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Author, Amy Hadley, Consultant at Leathwaite.

From boutique private equity and hedge fund clients to large banking groups, CIOs and CTOs continue to evaluate the capability of their infrastructure, with many looking to virtualize all elements, thus enabling them to manage a more flexible – and commercially viable – environment.

Much is made about the private, hybrid and public cloud debate, but is there really an optimal solution for financial services organizations? And what does it mean for the nuts and bolts of infrastructure – the core elements of network, storage, computing and security?

In much the same way that key infrastructure leadership positions are evolving to support a rapidly changing environment (where the line between software and hardware has blurred), the subsequent progression towards software defined networking (SDN), and evolution from manually managing networks to one where their provision is ensured through software development, is increasing.

Although in itself not a concept in its infancy – and widely regarded as being the optimal future solution – SDN technology has remained in the early stages of adoption.  This is now changing, with large banking organizations working towards using SDN in their data centers, particularly amongst those attempting to manage huge volumes of traffic.

Although a straight forward debate for smaller businesses, the issue of scale sees larger firms large competing with the likes of Amazon and Google.

Given this capability is a critical component of their business, they can utilize billions of dollars building technology which is seemingly able to scale at exponential rates. This is something with which few can compete, from either a speed to market or resources perspective.

Previously, regulatory concerns may have prevented many financial services firms from partnering with Amazon Web Services (AWS) and its competitors; but with these mitigated, the issue seems to be rather more representative of a hesitancy towards new technology and process.

Who are the threats to the likes of Amazon and Google?

AWS and Rackspace are aggressively trying to improve their hybrid cloud capability, as newer contenders in the market like Windstream are truly able to integrate into their customer’s environment in a hybrid fashion. In doing so, they can operate as a partner enabling them to understand their customers’ measures of success and respond by creating greater flexibility in their operating model, allowing customers to leverage additional capacity at peak times.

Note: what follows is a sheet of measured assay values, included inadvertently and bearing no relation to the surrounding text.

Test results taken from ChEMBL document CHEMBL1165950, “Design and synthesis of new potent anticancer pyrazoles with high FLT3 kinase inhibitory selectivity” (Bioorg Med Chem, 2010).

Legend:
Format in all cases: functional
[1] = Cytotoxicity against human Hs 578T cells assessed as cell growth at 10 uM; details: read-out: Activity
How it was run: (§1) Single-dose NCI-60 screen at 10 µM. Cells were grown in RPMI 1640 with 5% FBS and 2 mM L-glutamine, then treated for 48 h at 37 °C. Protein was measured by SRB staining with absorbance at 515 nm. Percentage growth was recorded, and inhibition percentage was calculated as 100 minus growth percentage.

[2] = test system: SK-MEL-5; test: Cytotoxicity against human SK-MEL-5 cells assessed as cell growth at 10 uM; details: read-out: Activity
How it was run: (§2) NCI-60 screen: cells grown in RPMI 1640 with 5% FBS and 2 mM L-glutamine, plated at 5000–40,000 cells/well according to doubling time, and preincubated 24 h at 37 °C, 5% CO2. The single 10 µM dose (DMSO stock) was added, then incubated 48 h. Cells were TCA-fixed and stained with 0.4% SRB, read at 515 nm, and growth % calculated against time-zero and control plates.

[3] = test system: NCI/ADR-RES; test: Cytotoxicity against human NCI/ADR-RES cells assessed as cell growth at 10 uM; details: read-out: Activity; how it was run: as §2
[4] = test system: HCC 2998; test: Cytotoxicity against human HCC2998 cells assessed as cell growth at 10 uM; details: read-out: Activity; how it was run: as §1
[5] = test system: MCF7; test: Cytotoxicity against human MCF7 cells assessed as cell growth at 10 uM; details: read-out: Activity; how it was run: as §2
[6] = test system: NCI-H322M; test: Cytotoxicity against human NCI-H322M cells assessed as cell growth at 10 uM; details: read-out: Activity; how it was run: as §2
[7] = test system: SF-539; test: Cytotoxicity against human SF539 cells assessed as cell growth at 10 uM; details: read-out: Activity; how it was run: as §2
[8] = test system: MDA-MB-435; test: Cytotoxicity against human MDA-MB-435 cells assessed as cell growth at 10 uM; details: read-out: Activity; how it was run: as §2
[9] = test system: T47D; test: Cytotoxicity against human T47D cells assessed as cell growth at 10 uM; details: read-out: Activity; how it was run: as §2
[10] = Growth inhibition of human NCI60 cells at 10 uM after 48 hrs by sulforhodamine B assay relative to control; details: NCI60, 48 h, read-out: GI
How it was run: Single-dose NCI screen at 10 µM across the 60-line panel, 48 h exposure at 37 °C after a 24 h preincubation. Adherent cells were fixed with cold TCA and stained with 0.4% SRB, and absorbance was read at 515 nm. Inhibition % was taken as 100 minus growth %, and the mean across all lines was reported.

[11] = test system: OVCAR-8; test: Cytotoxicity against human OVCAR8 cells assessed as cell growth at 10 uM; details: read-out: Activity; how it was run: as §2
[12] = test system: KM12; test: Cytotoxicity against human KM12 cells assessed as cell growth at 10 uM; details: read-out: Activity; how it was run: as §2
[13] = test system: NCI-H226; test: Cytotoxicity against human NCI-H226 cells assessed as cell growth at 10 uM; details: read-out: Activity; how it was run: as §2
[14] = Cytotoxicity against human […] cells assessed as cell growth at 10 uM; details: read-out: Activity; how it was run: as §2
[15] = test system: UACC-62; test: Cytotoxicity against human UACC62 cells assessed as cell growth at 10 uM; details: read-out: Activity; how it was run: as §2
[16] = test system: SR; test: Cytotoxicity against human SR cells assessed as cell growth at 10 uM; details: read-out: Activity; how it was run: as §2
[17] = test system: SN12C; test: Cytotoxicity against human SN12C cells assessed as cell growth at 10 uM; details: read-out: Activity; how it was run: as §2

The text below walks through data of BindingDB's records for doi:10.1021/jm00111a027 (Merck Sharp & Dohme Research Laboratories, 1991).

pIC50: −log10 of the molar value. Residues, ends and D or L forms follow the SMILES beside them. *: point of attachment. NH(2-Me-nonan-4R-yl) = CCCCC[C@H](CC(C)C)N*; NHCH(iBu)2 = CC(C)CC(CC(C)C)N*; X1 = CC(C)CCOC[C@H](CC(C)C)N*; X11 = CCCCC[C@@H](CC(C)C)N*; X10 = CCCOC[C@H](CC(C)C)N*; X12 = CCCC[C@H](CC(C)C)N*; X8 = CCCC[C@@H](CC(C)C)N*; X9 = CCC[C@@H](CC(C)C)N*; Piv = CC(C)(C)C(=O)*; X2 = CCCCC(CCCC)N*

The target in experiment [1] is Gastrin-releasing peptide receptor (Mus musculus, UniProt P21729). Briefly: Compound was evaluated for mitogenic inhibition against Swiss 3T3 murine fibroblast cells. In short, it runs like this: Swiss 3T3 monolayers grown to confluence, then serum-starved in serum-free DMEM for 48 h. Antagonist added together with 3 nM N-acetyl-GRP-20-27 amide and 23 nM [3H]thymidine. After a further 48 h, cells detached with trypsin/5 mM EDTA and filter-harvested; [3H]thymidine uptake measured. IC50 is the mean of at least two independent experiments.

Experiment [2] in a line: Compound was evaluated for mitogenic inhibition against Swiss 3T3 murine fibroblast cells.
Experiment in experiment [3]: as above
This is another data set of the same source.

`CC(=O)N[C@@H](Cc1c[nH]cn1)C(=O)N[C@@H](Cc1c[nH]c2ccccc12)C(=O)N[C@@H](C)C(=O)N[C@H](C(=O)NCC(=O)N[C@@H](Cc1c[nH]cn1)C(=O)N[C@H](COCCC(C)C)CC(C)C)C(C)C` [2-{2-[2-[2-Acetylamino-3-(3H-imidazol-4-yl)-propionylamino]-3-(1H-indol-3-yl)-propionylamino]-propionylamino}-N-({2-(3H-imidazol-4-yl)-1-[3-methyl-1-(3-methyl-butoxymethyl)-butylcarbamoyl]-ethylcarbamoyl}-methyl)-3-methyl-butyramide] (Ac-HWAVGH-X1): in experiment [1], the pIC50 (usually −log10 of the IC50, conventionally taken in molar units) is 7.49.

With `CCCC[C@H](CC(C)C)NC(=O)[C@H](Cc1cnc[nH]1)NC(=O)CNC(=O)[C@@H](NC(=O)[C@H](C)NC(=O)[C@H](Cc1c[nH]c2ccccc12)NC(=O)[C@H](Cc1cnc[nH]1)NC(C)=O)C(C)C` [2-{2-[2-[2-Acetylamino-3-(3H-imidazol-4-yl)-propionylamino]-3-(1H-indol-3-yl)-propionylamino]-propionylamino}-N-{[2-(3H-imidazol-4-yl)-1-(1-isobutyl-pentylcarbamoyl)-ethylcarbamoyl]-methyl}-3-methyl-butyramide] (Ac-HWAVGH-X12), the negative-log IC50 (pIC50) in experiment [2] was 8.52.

What are the implications from a talent perspective?

Leathwaite’s Global CIO practice has seen a change in the demands of individuals managing this type of environment, with the ability to oversee large scale systems  and understand software design, becoming more critical than deep network domain expertise.

Although we are searching further afield for the most appropriate talent, it is imperative to maintain a balance; our financial services clients – whether large banking groups, asset managers or hedge funds – acknowledge that a pragmatic approach to hiring talent must be sought.

As an example, senior individuals working in cloud providers, coupled with those who have proven SDN experience may be deemed optimal, but there is also a risk of tissue rejection given there are scale and complexity challenges, from both a technology and people perspective. Many also have hybrid skill-sets across product management and technology, often with business reporting lines, meaning that “success” can either be measured as the rate of growth – determined by expansion, increased utilization or turnaround to market – or increased revenue across a company’s broader product portfolio. Although valuable skills, the question is whether they have actually delivered something scalable and robust (not just a concept), which can generate cumulative savings over multiple years.

As a point of interest, New York University has taken a long term view on the criticality of this area of technology and are investing in the next generation of talent, creating a specialized high speed networking lab and practice, focused specifically on Software Defined Networking.

Whilst that is a longer term play, the need for senior, commercial leaders continues. From wherever talent is to emanate, the understanding that innovation needs to equate to both increased profits and a reduced risk profile, is absolutely essential.